Christo, known for his massive, ephemeral public arts projects, died Sunday at his home in New York. He was 84.
His death was announced on Twitter and the artist’s web page. No cause of death was given.
Along with late wife Jeanne-Claude, the artists’ careers were defined by their ambitious art projects that quickly disappeared soon after they were erected.
In 2005, he installed more than 7,500 vinyl gates in New York’s Central Park and wrapped the Reichstag in Berlin in fabric with an aluminum sheen in 1995. Their self-financed $26-million “Umbrellas” project erected 1,340 blue umbrellas installed in Japan and 1,760 blue umbrellas in Southern California in 1991.
The statement said the artist’s next project, “L’Arc de Triomphe, Wrapped,” is slated to appear in September in Paris as planned. An exhibition about Christo and Jeanne-Claude’s work is also scheduled to run from July through October at the Centre Pompidou.
“Christo lived his life to the fullest, not only dreaming up what seemed impossible but realizing it,” his office said in a statement. “Christo and Jeanne-Claude’s artwork brought people together in shared experiences across the globe, and their work lives on in our hearts and memories.”
Born in Bulgaria in 1935, Christo Vladimirov Javacheff studied at the Fine Arts Academy in Sofia before moving to Prague, Czech Republic, in 1957, then Vienna, then Geneva. It was in Paris in 1958 where he met Jeanne-Claude Denat de Guillebon, who would become his partner in life and art.
Jeanne-Claude died in 2009 at age 74 from complications of a brain aneurysm.
Christo, the Bulgarian-born conceptual artist who turned to epic-scale environmental works in the late 1960s, stringing a giant curtain across a mountain pass in Colorado, wrapping the Pont Neuf in Paris and the Reichstag in Berlin and zigzagging thousands of saffron-curtained gates throughout Central Park, died on Sunday at his home in New York City. He was 84.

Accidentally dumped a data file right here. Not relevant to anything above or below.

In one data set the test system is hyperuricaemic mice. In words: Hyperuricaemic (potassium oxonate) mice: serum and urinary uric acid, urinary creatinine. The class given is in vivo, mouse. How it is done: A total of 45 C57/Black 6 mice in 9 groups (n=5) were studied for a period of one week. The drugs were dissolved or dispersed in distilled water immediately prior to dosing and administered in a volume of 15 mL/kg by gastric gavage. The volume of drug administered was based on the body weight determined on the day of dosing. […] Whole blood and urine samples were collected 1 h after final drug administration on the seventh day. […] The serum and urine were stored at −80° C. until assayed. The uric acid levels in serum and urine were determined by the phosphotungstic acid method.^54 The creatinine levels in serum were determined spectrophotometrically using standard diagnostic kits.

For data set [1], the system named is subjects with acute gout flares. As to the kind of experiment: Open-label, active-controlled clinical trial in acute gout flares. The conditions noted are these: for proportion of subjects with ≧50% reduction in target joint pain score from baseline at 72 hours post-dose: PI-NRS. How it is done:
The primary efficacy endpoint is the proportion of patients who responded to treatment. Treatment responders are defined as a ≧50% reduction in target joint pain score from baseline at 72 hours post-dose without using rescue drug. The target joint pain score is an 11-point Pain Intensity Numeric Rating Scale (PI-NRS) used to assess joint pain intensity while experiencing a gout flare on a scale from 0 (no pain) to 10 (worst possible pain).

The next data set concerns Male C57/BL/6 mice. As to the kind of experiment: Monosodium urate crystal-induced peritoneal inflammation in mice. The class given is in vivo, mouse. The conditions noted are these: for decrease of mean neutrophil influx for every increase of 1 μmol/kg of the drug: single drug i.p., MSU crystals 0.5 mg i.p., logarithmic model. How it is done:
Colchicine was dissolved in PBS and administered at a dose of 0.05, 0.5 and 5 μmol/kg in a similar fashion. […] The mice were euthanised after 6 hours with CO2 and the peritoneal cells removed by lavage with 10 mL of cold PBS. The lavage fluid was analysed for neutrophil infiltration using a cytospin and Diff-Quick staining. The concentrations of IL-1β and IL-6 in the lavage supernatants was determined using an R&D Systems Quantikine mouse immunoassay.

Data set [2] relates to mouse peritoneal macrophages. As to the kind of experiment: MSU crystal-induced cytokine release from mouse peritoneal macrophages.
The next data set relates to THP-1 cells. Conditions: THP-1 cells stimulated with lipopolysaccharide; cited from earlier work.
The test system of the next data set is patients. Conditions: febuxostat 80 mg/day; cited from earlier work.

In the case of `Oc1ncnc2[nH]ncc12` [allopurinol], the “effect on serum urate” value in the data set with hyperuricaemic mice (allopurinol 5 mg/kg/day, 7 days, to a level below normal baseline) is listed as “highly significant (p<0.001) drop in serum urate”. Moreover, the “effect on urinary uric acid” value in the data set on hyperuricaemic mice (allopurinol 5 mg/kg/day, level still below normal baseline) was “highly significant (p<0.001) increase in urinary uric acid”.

His death was announced on his official Facebook page. No cause was specified.
Christo — he used only his first name — was an artistic Pied Piper. His grand projects, often decades in the making and all of them temporary, required the cooperation of dozens, sometimes hundreds, of landowners, government officials, judges, environmental groups, local residents, engineers and workers, many of whom had little interest in art and a deep reluctance to see their lives and their surroundings disrupted by an eccentric visionary speaking in only semi-comprehensible English.
Again and again, Christo prevailed, through persistence, charm and a childlike belief that eventually everyone would see things the way he did.
At his side, throughout, was his wife, Jeanne-Claude, who, like her husband, used only her first name. In the mid-1990s she began sharing equal billing with him on all their projects, formalizing what the couple insisted had been their practice all along. She died in 2009.
“The Gates,” Christo’s Central Park project, typified his approach. Like nearly all his projects, it began with a drawing, executed in 1979. Then came the seemingly eternal round of lobbying public officials, filing forms, waiting for environmental impact studies, speaking at hearings, rallying support. All of this, Christo insisted, was part of the art work.
“For me esthetics is everything involved in the process — the workers, the politics, the negotiations, the construction difficulty, the dealings with hundreds of people,” he told The New York Times in 1972. “The whole process becomes an esthetic — that’s what I’m interested in, discovering the process. I put myself in dialogue with other people.”
When New York’s parks commissioner at the time, Gordon J. Davis, rejected “The Gates” in 1981, setting forth his reasons in a book-length document, Christo simply incorporated the rebuff into the project. “I find it very inspiring in a way that is like abstract poetry,” he told the College Art Association. “He adds a dimension to the work, no matter what he thinks.”
Given the go-ahead by the administration of Mayor Michael R. Bloomberg, “The Gates” was finally installed in February 2005. For two weeks, thousands of strollers wandering 23 miles of the park’s pathways passed underneath 7,503 steel frames supporting free-hanging panels of saffron-colored fabric. It was a stunning success.